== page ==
Thursday 10 January 2013

Big Garden Birdwatch

The RSPB's Big Garden Birdwatch has grown from humble beginnings in 1979 to now be the largest wildlife survey in the world!

And if you live in the UK, you can get involved very easily. All you need to do is to watch the birds in your garden or local park for one hour during the weekend of 26 - 27 January and record what you see. Full details are here.
If you aren't confident about identifying the birds that you see, the Big Garden Birdwatch website has a useful id chart or you can visit the bird identification pages of the main RSPB website.

I know that many people reading this blog love birds as much as I do, they bring colour and life into gardens all year round. The Big Garden Birdwatch offers the chance to get to know your garden birds better and also to feed your observations into the national survey. Over half a million people now regularly taking part, which combined with over 30 years worth of data, means that Big Garden Birdwatch enables the RSPB to monitor trends and to understand how birds are doing in the UK.

So make yourself a cup of tea, pull your chair up to the window, get your binoculars out and start counting! 

And if you are interested in recording your bird sightings all year round, then you can enter them onto Birdtrack

As ever, red text contains hyperlinks that take you to other webpages where you can find out more.

Wednesday 9 January 2013

Articles on the Environment

Two interesting articles worth reading on two different aspects of environmental thought:

an excellent, thought provoking (and long) article from Paul Kingsnorth on scything and deep, Dark Ecology in Orion Magazine (thanks RabbitsGuy for letting me know about this one!)

and Tony Juniper writes in the Guardian newspaper about Why the Economy Needs Nature.

As ever, red text contains hyperlinks that take you to other webpages where you can find out more.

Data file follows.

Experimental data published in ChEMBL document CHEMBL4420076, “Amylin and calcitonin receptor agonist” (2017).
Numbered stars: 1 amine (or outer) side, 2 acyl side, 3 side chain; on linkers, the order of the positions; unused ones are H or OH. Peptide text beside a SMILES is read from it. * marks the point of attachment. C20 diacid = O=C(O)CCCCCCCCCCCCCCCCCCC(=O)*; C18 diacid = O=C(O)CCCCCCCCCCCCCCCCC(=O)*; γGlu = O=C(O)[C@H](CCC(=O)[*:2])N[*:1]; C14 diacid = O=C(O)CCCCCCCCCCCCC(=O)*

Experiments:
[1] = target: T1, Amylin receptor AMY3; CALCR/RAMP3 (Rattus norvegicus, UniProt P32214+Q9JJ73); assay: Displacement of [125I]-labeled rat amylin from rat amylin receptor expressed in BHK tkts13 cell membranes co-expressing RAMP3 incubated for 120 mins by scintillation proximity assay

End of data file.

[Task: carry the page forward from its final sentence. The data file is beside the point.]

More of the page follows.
Tuesday 8 January 2013

Spring in January?

We're having wonderfully mild weather at the moment - it feels more like March than January (and last year March felt like May!). This pleasant weather is very nice but worrying too.... We are promised some cold weather in the next couple of weeks though....

Other signs of Spring:

I was woken yesterday at 2.54am by a blackbird singing;

Today,by the Water of Leith, a song thrush was singing a duet with a great tit (they sounded as though they'd been rehearsing together for ages, the great tit's 'teacher, teacher' was the perfect accompaniment to the song thrushes tuneful phrasing.)

long tailed tits, blue tits and great tits were chasing each other excitedly through the bushes alongside the Water of Leith.

The dippers were also singing on the river, but dippers, like robins, sing practically all year round.

The wonderful orange ladybirds are still huddled together in hibernation in the tops of the fence poles though...... 

As ever, red text contains hyperlinks that take you to other webpages where you can find out more.

Monday 7 January 2013

Panda: Back from the Brink

I was delighted to win this beautiful book from Saraband Books in a competition on Twitter. In return I said I would write a review. I kept picking up the book and it was a while before I actually got round to reading it, because it is so full of adorable photos of cute pandas - groups of baby pandas, pandas hanging from trees in improbable poses, pandas rolling in the snow, pandas ambling through forest! Crafty Green Boyfriend must have got heartily sick of hearing me say 'oh look at this adorable panda!'.